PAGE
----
wooden stair with white painted banisters in front of water, pine trees and sky

The Importance of Mental Hygiene

wooden stair with white painted banisters in front of water, pine trees and skyMany years ago, one of my mentors moved from a large, prominent church to serving a mid-sized church. I suspect that she had brought with her some of the big-church cultural anxieties, with an emphasis on high performance and adopting best practices from the corporate world. She told me that a couple of months into working at the new church the senior pastor said to her, “God brought you to this church, and maybe God is not as interested in doing something through you here but more to do something in you here.”

She told me this anecdote with evident joy and appreciation. In the years since the senior pastor had made that insight, I could tell that she had given herself permission to relax and find greater freedom and grace in her ministry. I resonated with her story and filed it away in my memory as a good invitation of how to understand my own ministry.

Five months later, I ran a half-marathon. It was an okay experience, but during the race I started to realize just how negative my self-talk was. My thoughts included: “You’re so slow.” “You didn’t train hard enough.” “You don’t push yourself like you should.” I finished the race. I had wanted to complete it in under 2 hours, and I finished it in 2 hours and 20 seconds. I was disappointed with myself.

I went for a run less than a week after my half-marathon, and while I jogged that morning, I thought of how consistently some variation of the line “not good enough” played in my head as I ran. I sensed the Holy Spirit urging me to reframe running, just as that senior pastor had reframed ministry for my mentor. Maybe God gave me running not as something for God to achieve through me but God had given me running to change something in me.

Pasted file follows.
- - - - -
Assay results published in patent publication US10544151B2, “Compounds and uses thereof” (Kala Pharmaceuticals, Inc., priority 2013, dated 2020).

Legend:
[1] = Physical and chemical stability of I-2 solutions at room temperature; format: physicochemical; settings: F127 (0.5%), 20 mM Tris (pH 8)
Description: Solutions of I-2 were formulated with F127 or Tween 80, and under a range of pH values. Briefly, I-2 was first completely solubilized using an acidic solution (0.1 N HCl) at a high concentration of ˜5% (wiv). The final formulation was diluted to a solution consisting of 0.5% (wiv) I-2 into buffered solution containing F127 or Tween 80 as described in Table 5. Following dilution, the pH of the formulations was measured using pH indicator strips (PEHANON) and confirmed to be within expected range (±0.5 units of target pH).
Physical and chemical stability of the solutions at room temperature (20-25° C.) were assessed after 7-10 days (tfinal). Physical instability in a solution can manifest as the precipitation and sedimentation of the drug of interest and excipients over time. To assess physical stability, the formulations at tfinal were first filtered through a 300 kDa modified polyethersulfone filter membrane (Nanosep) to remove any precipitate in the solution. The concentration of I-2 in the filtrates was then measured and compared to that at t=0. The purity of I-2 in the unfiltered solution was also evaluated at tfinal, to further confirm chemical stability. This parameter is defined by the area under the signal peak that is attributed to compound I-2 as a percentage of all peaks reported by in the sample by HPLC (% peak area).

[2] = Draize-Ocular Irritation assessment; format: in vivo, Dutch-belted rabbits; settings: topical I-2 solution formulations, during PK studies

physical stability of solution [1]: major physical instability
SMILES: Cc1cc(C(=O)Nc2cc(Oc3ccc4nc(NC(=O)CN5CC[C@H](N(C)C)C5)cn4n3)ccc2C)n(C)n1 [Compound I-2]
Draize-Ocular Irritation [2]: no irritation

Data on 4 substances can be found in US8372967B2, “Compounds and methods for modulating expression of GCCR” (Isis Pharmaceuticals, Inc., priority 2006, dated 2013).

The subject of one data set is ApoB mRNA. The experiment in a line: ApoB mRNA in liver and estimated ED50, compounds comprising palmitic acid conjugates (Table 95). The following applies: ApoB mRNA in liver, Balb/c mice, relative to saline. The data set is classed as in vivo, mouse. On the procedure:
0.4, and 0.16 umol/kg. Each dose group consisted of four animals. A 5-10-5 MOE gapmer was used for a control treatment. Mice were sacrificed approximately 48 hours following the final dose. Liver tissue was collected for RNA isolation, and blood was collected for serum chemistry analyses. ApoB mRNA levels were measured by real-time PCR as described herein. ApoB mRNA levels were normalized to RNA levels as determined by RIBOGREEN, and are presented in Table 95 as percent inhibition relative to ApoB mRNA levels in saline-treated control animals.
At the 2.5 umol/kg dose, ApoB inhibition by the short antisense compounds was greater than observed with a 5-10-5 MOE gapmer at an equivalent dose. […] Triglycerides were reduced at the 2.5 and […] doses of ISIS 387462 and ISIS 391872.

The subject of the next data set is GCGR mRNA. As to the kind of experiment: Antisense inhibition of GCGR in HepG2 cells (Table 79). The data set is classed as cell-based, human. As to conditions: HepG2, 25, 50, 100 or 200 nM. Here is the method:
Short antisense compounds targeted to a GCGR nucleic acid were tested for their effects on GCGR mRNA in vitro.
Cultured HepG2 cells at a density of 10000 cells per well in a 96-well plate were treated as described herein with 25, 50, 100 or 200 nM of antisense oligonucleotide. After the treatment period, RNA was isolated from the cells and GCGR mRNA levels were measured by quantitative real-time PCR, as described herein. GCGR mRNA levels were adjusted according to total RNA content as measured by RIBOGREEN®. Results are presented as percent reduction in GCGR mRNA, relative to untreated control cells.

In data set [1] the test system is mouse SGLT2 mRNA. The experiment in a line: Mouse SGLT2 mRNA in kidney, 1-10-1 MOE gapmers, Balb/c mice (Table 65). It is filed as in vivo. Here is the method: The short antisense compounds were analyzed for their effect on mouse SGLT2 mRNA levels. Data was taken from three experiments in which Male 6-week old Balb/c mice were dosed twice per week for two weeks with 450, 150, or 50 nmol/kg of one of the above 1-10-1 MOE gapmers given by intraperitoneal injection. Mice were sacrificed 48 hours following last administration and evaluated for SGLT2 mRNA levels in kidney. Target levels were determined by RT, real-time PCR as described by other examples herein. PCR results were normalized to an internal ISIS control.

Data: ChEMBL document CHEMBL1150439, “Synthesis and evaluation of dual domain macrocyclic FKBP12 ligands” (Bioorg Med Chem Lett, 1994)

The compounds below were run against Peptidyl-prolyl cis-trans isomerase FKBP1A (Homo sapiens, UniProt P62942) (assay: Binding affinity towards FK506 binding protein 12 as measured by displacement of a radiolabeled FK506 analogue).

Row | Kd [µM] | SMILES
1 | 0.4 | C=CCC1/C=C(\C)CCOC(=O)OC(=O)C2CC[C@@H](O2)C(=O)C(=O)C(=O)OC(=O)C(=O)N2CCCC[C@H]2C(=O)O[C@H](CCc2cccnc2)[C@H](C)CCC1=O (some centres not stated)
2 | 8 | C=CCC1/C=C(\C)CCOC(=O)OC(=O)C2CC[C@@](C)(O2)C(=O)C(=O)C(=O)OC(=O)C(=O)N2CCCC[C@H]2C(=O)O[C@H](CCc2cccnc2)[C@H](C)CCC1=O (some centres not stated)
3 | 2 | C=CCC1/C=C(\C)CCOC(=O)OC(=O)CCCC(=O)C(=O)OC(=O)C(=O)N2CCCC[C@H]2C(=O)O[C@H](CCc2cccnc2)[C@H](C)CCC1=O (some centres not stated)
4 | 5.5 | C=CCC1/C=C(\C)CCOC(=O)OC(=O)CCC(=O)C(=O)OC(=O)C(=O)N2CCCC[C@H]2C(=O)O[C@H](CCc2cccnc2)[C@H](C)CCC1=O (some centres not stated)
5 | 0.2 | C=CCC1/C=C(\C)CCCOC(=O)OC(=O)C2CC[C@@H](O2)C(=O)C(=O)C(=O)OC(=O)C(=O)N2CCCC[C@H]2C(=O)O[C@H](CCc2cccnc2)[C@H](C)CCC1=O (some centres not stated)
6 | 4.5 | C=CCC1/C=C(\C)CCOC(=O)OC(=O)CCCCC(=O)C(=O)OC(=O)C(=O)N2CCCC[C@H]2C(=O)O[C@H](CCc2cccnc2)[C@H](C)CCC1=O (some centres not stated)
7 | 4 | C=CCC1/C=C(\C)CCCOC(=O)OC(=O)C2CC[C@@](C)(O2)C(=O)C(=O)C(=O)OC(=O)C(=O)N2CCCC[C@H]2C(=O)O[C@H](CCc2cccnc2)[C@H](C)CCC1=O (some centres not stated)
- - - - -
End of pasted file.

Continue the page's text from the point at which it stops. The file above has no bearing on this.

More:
Friends, I needed to be honest: I’m not going to be an elite runner, and I need to be okay with that. My shame and guilt around my slow pace was unhelpful. In the movie “Chariots of Fire,” the protagonist said that when he runs, he feels God’s pleasure. But that hadn’t been my experience: I have been much more attuned to my displeasure than God’s pleasure. My displeasure was very much connected to my performance, which I judged to be mediocre. I realized that I placed too much of a value on output and being productive, but, if God is more interested in doing something in me, maybe the outcome of my running didn’t matter that much. Read more

Harvey, Houses, and Hope

adult man in hat and teenagers on the roof of a one-story house with trees overhead

Youth and adults from First Christian Church in McKinney, Texas work together to replace the roof on a Harvey survivor’s home.